Japan’s Prime Minister Shinzo Abe said an upper-house election will take place on July 21 and voiced the possibility of delaying a consumption tax hike scheduled for next year if the economy remains weak.
Abe, in a live interview with national broadcaster NHK, also pledged a “dramatic” tax break in the autumn to encourage investment, calling it the second phase of his broad growth measures.
He stressed that his basic policy was to raise the five percent consumption tax to eight percent next year and then to 10 percent in 2015.
The consumption tax rise was touted last year by then Prime Minister Yoshihiko Noda, whose Democratic Party lost in a national election in December.
The hike is seen by economists around the world as necessary to contain Tokyo’s expanding national debt, which stands at about twice the size of the world’s third largest economy.
Abe’s comments come as he prepares for an all-important upper house election, after he has launched a platform of pro-business economic reforms, including aggressive monetary easing and big fiscal spending.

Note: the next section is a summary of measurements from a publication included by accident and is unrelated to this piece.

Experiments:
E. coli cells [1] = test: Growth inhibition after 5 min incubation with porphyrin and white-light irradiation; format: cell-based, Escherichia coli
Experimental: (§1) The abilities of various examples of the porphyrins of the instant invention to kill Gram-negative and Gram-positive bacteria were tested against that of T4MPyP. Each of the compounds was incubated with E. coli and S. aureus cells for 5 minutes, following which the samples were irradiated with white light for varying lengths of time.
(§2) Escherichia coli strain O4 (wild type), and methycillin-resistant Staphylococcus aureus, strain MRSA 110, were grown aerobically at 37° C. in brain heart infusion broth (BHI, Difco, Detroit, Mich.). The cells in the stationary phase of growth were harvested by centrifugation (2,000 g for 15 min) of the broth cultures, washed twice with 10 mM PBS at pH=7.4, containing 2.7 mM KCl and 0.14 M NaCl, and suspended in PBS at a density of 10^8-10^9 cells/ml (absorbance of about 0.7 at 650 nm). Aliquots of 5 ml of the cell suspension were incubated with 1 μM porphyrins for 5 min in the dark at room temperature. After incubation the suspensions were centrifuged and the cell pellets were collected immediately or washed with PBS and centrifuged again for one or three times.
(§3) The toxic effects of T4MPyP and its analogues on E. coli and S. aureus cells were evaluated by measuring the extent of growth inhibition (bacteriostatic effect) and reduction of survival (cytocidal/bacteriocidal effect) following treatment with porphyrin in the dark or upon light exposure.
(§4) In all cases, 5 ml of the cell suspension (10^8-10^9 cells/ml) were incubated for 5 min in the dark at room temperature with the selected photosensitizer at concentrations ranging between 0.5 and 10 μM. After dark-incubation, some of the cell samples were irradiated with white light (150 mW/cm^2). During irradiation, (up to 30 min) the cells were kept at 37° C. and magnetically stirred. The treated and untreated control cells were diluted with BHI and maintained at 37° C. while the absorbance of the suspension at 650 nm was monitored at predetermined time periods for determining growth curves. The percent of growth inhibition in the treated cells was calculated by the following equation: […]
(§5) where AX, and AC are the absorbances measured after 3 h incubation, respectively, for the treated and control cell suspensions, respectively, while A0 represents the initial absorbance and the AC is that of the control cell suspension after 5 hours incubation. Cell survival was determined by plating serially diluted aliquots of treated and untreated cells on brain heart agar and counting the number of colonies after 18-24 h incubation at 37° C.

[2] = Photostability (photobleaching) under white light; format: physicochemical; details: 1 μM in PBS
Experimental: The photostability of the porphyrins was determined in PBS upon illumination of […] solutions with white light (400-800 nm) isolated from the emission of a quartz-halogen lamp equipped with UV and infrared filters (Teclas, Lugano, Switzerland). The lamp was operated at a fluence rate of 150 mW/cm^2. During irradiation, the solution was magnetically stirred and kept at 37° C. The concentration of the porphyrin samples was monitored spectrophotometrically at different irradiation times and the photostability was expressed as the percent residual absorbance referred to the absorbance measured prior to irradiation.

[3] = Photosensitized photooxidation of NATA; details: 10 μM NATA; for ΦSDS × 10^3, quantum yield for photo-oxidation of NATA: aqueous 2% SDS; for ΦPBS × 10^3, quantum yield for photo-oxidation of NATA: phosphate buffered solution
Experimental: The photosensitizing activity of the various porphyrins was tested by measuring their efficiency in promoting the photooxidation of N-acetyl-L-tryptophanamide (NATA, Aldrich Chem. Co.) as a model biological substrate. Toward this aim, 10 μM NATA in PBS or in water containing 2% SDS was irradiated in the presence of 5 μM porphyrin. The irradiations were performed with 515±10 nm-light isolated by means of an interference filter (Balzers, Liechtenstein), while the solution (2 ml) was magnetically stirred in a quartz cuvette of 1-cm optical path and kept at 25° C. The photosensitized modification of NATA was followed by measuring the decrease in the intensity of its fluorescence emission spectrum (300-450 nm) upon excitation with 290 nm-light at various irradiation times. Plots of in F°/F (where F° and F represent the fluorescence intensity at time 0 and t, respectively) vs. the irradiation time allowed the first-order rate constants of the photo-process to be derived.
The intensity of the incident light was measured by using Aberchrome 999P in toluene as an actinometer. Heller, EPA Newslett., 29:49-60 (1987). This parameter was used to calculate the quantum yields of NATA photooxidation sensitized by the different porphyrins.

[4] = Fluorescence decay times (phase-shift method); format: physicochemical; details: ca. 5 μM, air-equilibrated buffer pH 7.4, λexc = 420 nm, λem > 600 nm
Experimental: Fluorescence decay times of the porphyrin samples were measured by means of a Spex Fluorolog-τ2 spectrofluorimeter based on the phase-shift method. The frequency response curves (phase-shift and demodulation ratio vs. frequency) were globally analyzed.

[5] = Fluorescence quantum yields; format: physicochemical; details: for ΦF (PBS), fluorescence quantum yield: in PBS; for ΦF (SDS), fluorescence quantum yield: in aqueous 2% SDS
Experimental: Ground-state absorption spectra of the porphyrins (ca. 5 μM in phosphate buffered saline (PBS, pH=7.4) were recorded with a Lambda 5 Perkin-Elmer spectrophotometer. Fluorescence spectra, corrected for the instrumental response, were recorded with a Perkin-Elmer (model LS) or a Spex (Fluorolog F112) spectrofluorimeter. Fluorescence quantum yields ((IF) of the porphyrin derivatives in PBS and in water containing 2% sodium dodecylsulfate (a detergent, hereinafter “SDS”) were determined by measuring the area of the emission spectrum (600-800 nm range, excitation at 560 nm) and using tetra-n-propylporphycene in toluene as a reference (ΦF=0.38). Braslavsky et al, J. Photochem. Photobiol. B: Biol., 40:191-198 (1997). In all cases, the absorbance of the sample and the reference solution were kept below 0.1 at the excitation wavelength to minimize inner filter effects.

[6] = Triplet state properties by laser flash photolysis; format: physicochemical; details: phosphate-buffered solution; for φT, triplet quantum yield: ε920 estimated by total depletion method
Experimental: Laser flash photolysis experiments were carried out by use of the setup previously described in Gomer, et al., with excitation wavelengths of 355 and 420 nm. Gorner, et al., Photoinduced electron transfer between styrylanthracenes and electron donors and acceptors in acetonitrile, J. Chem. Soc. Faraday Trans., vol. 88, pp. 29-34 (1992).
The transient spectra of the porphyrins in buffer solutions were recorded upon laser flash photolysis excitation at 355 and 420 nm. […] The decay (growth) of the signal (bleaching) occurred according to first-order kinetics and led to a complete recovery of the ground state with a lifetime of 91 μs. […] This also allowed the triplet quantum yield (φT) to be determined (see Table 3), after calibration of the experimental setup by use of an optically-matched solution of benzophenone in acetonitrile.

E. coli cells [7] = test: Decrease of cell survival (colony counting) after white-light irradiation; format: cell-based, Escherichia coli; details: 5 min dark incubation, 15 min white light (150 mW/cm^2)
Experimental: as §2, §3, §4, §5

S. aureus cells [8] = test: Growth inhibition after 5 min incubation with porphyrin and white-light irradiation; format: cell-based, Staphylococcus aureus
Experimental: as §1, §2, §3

In the NHK interview, he said the election will be on July 21, after the current Diet session ends on June 26.
Abe also said he will “issue a dramatic investment tax cut” after the election, calling the measure the “second stage” of his growth strategy.
His Liberal Democratic Party swept the board in the December poll for the powerful lower chamber. But with the House of Councillors still controlled by the opposition, Abe faces a crimp on his legislative agenda.
Still-soaring public approval ratings look set to hand him a handsome victory in the July election, relieving any potential bottleneck.